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[110] of shot on laminated plates as compared with their effect on a solid plate of equal thickness has been established uniformly, by very many target experiments, and afterward by the Ironsides herself.

In his report to the Department he adds: ‘In consideration of the vast importance to our country that the stronghold of rebellion should be reduced, I take the liberty to express to the Department my firm opinion that the obstructions can be readily passed with the means already provided, and our entire fleet of ironclads pass up successfully to the wharves of Charleston, and that the monitor vessels still retain sufficient enduring powers to enable them to pass all the forts and batteries which may be reasonably expected.’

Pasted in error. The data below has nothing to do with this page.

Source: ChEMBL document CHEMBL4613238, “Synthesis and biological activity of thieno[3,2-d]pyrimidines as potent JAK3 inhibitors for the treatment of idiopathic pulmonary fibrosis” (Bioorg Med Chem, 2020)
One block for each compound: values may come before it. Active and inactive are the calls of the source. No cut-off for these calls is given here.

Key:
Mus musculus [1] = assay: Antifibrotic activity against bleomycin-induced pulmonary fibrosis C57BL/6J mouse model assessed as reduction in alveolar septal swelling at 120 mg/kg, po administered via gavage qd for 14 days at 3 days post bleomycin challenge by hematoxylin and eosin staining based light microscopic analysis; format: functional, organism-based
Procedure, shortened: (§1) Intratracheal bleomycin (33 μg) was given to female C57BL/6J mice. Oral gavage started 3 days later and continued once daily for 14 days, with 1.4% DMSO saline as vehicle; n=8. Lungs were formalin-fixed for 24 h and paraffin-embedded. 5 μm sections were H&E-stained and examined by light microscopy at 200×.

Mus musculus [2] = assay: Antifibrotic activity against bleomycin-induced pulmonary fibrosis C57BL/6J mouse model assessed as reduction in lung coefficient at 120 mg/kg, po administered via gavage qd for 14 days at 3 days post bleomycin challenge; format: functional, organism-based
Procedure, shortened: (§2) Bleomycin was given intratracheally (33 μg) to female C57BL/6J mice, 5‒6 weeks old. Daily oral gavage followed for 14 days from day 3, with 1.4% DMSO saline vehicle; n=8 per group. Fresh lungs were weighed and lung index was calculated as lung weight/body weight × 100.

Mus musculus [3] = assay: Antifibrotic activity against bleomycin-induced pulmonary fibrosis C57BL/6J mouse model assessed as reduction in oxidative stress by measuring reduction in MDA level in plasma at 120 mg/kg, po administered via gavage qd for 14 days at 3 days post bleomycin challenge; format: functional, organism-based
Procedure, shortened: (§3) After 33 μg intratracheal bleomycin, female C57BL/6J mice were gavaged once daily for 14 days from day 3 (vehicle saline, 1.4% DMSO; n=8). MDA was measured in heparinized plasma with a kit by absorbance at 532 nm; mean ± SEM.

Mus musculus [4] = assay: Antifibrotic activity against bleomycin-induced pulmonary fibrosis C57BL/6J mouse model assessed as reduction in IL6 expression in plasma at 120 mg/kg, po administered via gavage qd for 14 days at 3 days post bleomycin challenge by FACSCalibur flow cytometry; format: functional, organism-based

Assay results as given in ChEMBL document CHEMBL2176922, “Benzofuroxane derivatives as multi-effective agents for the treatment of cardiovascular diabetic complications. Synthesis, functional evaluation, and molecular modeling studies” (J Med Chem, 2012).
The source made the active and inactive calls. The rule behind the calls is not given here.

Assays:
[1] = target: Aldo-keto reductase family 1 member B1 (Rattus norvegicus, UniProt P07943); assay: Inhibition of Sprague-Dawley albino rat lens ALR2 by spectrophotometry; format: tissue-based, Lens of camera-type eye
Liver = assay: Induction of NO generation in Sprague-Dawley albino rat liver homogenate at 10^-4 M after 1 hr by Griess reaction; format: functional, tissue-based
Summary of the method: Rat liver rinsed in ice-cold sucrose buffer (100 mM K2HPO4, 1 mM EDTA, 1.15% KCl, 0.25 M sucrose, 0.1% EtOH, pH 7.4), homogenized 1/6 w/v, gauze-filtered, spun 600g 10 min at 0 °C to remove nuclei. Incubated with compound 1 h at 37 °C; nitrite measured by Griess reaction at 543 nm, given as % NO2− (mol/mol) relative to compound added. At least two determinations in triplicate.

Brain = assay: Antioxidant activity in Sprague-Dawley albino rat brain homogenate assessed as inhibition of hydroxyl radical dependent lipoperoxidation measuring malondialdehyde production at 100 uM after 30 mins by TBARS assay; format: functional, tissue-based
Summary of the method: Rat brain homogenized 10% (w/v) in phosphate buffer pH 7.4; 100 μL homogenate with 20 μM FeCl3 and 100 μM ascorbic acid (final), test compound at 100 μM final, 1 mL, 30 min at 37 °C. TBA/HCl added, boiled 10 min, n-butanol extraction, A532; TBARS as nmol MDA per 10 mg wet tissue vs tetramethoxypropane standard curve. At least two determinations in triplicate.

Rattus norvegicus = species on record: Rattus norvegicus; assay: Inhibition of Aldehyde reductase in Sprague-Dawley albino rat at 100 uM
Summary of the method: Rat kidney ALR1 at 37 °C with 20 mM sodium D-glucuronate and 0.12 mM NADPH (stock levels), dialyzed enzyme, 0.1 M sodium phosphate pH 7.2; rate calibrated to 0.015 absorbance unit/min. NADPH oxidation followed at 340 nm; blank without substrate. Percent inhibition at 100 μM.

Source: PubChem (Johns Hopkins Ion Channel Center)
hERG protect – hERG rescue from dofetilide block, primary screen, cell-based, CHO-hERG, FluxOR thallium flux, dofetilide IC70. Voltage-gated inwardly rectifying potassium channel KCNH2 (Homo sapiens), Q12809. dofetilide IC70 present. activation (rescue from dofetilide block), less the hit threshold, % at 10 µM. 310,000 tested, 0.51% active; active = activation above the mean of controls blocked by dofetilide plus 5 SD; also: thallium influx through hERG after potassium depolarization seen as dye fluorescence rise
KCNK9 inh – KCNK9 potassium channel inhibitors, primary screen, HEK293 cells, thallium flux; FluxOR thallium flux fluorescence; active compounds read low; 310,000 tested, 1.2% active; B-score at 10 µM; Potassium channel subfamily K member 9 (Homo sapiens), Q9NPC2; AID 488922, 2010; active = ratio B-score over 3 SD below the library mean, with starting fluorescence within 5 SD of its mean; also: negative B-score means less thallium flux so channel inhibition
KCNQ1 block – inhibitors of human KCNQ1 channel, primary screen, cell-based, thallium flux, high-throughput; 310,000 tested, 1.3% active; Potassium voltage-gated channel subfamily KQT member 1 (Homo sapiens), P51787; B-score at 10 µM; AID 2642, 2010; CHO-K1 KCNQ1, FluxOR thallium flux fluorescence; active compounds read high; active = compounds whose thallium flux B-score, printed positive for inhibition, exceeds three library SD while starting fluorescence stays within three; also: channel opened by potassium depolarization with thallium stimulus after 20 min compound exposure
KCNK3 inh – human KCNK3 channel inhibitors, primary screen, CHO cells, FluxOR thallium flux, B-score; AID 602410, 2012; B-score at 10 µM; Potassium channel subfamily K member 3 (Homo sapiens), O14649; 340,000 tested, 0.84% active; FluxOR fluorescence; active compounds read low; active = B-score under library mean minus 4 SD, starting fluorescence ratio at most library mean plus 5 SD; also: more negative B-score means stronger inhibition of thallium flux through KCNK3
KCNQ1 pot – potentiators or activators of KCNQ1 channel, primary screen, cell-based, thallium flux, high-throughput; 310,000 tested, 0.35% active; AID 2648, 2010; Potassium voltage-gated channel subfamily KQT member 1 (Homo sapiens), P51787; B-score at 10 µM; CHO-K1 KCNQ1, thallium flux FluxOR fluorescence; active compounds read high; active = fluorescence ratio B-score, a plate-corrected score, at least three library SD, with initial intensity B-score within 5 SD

The official history of Chief-Engineer Stimers in relation to monitors closes as follows: ‘Chief-Engineer Stimers is responsible for the detailed drawings of the [21] light-draught monitors, and for the calculations as to their displacement. It was expected that they would not draw over six and one-half feet of water, and be out of water amidships about fifteen inches. The contracts were made generally in the spring of 1863, and the vessels were to be furnished in the fall of that year. The Chimo, at Boston, was the first one finished. She was under the entire direction of Chief-Engineer Stimers. Instead of being fifteen inches out of water she was only three inches on an average, showing a miscalculation of one foot. The Department immediately removed Mr. Stimers from the position of general superintendent, and placed the question of what should be done to remedy the difficulties occasioned by his error in the hands of Rear-Admiral Gregory, Chief-Engineer Wood, and Captain Ericsson’ (letter of Assistant Secretary of the Navy, December 15, 1864, to Joint Committee on the Conduct of the War, vol. 3, 1865).

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